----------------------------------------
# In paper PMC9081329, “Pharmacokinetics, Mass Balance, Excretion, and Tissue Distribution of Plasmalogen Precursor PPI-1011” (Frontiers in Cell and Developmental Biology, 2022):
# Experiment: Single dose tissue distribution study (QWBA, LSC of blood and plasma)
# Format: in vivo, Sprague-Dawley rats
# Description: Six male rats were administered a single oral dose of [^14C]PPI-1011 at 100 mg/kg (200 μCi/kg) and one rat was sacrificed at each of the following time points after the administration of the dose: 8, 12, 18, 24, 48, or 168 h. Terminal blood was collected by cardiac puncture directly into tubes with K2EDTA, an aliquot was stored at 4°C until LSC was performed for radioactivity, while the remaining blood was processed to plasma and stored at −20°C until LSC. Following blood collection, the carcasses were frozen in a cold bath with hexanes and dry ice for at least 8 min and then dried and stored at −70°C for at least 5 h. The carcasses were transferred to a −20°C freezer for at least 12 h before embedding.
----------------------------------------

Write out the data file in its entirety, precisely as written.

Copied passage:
# In paper PMC9081329, “Pharmacokinetics, Mass Balance, Excretion, and Tissue Distribution of Plasmalogen Precursor PPI-1011” (Frontiers in Cell and Developmental Biology, 2022):
# Experiment: Single dose tissue distribution study (QWBA, LSC of blood and plasma)
# Format: in vivo, Sprague-Dawley rats
# Description: Six male rats were administered a single oral dose of [^14C]PPI-1011 at 100 mg/kg (200 μCi/kg) and one rat was sacrificed at each of the following time points after the administration of the dose: 8, 12, 18, 24, 48, or 168 h. Terminal blood was collected by cardiac puncture directly into tubes with K2EDTA, an aliquot was stored at 4°C until LSC was performed for radioactivity, while the remaining blood was processed to plasma and stored at −20°C until LSC. Following blood collection, the carcasses were frozen in a cold bath with hexanes and dry ice for at least 8 min and then dried and stored at −70°C for at least 5 h. The carcasses were transferred to a −20°C freezer for at least 12 h before embedding.